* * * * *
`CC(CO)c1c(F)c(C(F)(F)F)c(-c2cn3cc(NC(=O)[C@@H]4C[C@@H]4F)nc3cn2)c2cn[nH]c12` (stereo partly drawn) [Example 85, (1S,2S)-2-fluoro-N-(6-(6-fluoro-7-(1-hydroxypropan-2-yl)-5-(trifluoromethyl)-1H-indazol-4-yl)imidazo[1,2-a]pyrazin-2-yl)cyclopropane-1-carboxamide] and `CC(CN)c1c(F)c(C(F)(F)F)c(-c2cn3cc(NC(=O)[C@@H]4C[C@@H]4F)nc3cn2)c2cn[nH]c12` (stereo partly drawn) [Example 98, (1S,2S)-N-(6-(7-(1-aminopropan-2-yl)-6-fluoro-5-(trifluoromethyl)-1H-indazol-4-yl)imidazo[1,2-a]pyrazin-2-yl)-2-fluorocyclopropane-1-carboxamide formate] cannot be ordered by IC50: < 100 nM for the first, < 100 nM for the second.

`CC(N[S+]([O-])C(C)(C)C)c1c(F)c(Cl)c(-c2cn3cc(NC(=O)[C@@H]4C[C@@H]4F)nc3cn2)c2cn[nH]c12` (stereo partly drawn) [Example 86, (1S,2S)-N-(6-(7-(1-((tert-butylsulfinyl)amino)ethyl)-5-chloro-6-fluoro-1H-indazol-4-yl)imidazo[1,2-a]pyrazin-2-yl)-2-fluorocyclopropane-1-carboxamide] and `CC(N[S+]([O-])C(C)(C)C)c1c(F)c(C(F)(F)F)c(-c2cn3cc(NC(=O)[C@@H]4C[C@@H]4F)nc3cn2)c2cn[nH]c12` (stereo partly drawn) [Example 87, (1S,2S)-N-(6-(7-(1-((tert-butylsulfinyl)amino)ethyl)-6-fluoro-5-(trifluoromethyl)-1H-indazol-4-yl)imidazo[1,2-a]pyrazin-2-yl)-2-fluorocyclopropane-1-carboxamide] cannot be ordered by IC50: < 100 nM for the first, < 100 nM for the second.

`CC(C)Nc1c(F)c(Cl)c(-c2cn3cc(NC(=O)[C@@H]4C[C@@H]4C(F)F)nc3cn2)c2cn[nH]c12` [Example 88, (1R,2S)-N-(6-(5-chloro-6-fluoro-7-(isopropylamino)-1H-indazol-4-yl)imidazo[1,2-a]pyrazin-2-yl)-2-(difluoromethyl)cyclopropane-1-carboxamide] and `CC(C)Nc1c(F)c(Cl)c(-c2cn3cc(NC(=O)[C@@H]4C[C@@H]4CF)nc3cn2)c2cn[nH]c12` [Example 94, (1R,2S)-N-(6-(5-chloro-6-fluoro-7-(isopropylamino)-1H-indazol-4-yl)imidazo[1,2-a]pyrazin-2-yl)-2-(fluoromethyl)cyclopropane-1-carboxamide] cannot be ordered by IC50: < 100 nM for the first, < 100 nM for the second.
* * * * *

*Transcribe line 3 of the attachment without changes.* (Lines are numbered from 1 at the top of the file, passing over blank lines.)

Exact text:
`CC(C)Nc1c(F)c(Cl)c(-c2cn3cc(NC(=O)[C@@H]4C[C@@H]4C(F)F)nc3cn2)c2cn[nH]c12` [Example 88, (1R,2S)-N-(6-(5-chloro-6-fluoro-7-(isopropylamino)-1H-indazol-4-yl)imidazo[1,2-a]pyrazin-2-yl)-2-(difluoromethyl)cyclopropane-1-carboxamide] and `CC(C)Nc1c(F)c(Cl)c(-c2cn3cc(NC(=O)[C@@H]4C[C@@H]4CF)nc3cn2)c2cn[nH]c12` [Example 94, (1R,2S)-N-(6-(5-chloro-6-fluoro-7-(isopropylamino)-1H-indazol-4-yl)imidazo[1,2-a]pyrazin-2-yl)-2-(fluoromethyl)cyclopropane-1-carboxamide] cannot be ordered by IC50: < 100 nM for the first, < 100 nM for the second.